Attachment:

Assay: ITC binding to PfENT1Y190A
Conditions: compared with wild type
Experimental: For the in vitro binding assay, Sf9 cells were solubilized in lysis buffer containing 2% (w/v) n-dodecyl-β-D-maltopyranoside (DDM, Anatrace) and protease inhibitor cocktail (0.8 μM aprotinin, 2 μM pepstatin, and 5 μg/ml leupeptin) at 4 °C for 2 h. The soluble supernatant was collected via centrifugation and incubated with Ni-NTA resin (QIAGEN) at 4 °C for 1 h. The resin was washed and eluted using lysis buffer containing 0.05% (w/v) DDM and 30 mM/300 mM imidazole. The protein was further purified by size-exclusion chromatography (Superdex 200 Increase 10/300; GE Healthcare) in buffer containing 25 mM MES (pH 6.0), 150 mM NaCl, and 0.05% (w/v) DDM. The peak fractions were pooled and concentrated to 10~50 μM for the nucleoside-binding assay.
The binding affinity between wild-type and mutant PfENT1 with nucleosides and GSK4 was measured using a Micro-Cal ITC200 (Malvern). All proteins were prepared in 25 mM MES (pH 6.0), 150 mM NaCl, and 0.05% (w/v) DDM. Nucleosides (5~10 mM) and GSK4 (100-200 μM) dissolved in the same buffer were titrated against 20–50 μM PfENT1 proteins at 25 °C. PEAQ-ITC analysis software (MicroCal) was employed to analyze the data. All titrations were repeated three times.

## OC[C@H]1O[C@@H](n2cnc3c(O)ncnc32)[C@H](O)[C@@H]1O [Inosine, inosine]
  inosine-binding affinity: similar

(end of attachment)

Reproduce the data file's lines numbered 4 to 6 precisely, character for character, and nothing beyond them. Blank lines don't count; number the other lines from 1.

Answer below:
The binding affinity between wild-type and mutant PfENT1 with nucleosides and GSK4 was measured using a Micro-Cal ITC200 (Malvern). All proteins were prepared in 25 mM MES (pH 6.0), 150 mM NaCl, and 0.05% (w/v) DDM. Nucleosides (5~10 mM) and GSK4 (100-200 μM) dissolved in the same buffer were titrated against 20–50 μM PfENT1 proteins at 25 °C. PEAQ-ITC analysis software (MicroCal) was employed to analyze the data. All titrations were repeated three times.

## OC[C@H]1O[C@@H](n2cnc3c(O)ncnc32)[C@H](O)[C@@H]1O [Inosine, inosine]
  inosine-binding affinity: similar